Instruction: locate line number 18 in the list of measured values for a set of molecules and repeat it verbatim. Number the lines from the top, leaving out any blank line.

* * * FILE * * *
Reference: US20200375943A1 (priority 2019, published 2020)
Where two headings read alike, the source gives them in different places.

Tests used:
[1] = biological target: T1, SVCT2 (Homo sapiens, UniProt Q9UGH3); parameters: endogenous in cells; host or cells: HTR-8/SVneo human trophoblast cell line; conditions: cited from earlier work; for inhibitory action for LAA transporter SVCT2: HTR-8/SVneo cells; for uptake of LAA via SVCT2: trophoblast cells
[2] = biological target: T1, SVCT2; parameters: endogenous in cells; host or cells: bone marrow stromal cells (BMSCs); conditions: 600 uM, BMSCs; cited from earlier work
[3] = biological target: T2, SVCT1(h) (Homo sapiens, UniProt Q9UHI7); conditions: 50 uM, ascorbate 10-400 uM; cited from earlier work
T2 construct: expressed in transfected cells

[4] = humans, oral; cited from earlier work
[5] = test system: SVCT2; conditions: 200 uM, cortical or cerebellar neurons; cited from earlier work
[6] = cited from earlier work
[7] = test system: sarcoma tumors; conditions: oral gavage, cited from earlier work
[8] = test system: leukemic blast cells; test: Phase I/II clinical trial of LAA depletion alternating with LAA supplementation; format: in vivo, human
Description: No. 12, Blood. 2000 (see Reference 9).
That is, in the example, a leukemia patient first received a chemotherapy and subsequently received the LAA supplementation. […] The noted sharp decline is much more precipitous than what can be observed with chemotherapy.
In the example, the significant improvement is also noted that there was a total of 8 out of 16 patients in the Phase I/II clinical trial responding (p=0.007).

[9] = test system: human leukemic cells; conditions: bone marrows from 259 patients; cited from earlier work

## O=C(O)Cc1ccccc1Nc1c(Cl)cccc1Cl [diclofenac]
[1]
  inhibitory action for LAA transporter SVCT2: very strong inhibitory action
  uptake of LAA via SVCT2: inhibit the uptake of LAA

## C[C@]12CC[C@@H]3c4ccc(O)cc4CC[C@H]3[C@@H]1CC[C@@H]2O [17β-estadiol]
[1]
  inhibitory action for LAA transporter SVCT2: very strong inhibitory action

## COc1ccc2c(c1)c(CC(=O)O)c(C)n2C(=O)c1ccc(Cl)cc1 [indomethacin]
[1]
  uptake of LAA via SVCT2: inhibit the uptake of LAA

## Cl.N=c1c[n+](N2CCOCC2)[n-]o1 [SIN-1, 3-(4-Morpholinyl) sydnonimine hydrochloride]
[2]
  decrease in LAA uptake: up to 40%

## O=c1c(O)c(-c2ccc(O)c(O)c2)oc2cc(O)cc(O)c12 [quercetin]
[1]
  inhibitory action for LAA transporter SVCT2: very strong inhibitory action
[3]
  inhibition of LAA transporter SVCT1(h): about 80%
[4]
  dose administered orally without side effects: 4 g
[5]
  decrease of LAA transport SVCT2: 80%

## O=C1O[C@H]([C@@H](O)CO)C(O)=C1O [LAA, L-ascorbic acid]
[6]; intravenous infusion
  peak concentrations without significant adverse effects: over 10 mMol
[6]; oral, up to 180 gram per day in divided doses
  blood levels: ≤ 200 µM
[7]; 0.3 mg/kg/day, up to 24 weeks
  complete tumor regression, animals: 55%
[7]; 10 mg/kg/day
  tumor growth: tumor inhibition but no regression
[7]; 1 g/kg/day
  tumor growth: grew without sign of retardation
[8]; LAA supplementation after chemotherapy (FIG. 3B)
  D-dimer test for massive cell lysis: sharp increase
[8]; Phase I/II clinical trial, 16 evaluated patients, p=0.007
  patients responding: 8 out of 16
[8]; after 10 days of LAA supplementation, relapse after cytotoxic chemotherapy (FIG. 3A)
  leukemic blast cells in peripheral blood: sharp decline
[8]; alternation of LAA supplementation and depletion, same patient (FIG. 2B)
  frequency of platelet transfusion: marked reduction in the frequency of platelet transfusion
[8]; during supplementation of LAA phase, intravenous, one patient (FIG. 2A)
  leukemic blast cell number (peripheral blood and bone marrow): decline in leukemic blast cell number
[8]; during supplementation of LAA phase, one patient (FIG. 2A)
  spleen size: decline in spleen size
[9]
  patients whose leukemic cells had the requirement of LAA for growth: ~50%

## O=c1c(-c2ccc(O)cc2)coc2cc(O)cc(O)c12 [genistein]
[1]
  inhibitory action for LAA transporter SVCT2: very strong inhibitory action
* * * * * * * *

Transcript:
[1]